As I explained then, all someone has to do to participate is read the relevant sections of a case that is cited by another case and then click a radio button to indicate whether the reference was Positive, Referencing, Distinguishing or Negative. Participants earn points and the points lead to prizes, as well as a listing on the leaderboard.
Last week, I spoke to Pablo Arredondo, vice president, legal research at Casetext. He told me that in just the month or so since the initiative launched, it has generated more than 67,000 citator entries and has the participation of 500 students from 90 law schools.
If you’re wondering which students from which law schools are participating, the leaderboard shows the top names and law schools and can be sorted by either. So far, the top law school in points accumulation is Belmont University College of Law in Nashville, Tenn.
Some of you are probably thinking, “How reliable are the judgments of law students when it comes to citation authority?” Casetext has thought about that too. Arredondo says he is in the process of assembling a group of law librarians who will serve as the final arbiters of the category decisions.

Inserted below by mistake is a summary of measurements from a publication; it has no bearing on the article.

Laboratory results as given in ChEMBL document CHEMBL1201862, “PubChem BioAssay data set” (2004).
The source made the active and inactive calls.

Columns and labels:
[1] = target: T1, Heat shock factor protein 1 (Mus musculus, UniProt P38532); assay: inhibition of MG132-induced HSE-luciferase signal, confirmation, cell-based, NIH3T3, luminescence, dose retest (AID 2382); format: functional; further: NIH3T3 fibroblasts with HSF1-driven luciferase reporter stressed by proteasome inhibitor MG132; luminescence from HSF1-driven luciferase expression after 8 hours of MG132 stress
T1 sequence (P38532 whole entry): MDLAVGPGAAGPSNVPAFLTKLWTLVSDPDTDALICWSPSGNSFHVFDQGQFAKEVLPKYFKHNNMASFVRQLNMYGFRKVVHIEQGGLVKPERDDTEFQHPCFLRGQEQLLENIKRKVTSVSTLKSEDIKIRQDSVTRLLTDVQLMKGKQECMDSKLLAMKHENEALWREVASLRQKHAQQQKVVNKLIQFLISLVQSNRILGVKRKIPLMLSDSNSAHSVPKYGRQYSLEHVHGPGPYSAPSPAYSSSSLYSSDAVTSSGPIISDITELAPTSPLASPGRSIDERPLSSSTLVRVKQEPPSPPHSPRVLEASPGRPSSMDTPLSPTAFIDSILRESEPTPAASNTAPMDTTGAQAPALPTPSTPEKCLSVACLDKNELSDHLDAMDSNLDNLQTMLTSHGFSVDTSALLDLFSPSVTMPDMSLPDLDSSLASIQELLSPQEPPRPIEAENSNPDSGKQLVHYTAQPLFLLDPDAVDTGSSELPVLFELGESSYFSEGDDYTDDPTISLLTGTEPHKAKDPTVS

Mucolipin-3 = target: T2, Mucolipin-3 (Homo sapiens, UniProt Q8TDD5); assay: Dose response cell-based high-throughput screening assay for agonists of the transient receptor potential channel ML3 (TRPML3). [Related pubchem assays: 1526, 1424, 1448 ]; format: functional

When Westlaw first created KeyCite, Arredondo says, it used algorithms to analyze citations and suggest their treatment of a case, and then an editor would confirm or deny the algorithm’s suggestion.
Casetext is employing a similar process, except that it is using law students instead of an algorithm and law librarians instead of editors.
So far, WeCite’s citator covers every outgoing citation in a Supreme Court decision for the last 20 years. Casetext has just started adding citator treatment for federal appellate cases and will eventually add state supreme and appellate court cases.
Casetext also plans to make the citator entries to Cornell’s Legal Information Institute to make available as a bulk download to anyone who wants to use the data.
“I have had law students tell me it’s addictive,” Arredondo says. “And they like the competition aspect.”